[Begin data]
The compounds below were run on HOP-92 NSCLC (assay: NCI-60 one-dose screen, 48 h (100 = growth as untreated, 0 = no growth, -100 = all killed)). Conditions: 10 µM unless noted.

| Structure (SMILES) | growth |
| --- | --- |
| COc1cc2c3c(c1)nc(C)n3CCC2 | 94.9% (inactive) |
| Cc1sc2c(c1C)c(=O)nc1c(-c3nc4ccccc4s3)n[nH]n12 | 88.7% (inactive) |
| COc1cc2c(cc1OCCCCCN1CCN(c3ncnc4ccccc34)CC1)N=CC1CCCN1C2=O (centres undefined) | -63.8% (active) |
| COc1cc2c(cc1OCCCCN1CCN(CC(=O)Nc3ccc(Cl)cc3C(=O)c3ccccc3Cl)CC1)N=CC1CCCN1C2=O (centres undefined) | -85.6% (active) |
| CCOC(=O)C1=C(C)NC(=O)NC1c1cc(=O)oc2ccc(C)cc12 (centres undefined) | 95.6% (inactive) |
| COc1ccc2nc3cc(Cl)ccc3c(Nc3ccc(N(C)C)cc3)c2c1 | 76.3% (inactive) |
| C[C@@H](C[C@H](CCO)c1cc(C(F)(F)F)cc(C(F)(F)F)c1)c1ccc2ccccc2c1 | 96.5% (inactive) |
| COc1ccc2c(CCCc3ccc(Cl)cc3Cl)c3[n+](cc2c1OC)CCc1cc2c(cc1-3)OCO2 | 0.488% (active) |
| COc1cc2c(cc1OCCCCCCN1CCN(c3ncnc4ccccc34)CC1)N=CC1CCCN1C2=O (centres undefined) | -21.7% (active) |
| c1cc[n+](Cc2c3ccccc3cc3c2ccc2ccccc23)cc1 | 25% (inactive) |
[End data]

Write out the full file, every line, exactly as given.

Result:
The compounds below were run on HOP-92 NSCLC (assay: NCI-60 one-dose screen, 48 h (100 = growth as untreated, 0 = no growth, -100 = all killed)). Conditions: 10 µM unless noted.

| Structure (SMILES) | growth |
| --- | --- |
| COc1cc2c3c(c1)nc(C)n3CCC2 | 94.9% (inactive) |
| Cc1sc2c(c1C)c(=O)nc1c(-c3nc4ccccc4s3)n[nH]n12 | 88.7% (inactive) |
| COc1cc2c(cc1OCCCCCN1CCN(c3ncnc4ccccc34)CC1)N=CC1CCCN1C2=O (centres undefined) | -63.8% (active) |
| COc1cc2c(cc1OCCCCN1CCN(CC(=O)Nc3ccc(Cl)cc3C(=O)c3ccccc3Cl)CC1)N=CC1CCCN1C2=O (centres undefined) | -85.6% (active) |
| CCOC(=O)C1=C(C)NC(=O)NC1c1cc(=O)oc2ccc(C)cc12 (centres undefined) | 95.6% (inactive) |
| COc1ccc2nc3cc(Cl)ccc3c(Nc3ccc(N(C)C)cc3)c2c1 | 76.3% (inactive) |
| C[C@@H](C[C@H](CCO)c1cc(C(F)(F)F)cc(C(F)(F)F)c1)c1ccc2ccccc2c1 | 96.5% (inactive) |
| COc1ccc2c(CCCc3ccc(Cl)cc3Cl)c3[n+](cc2c1OC)CCc1cc2c(cc1-3)OCO2 | 0.488% (active) |
| COc1cc2c(cc1OCCCCCCN1CCN(c3ncnc4ccccc34)CC1)N=CC1CCCN1C2=O (centres undefined) | -21.7% (active) |
| c1cc[n+](Cc2c3ccccc3cc3c2ccc2ccccc23)cc1 | 25% (inactive) |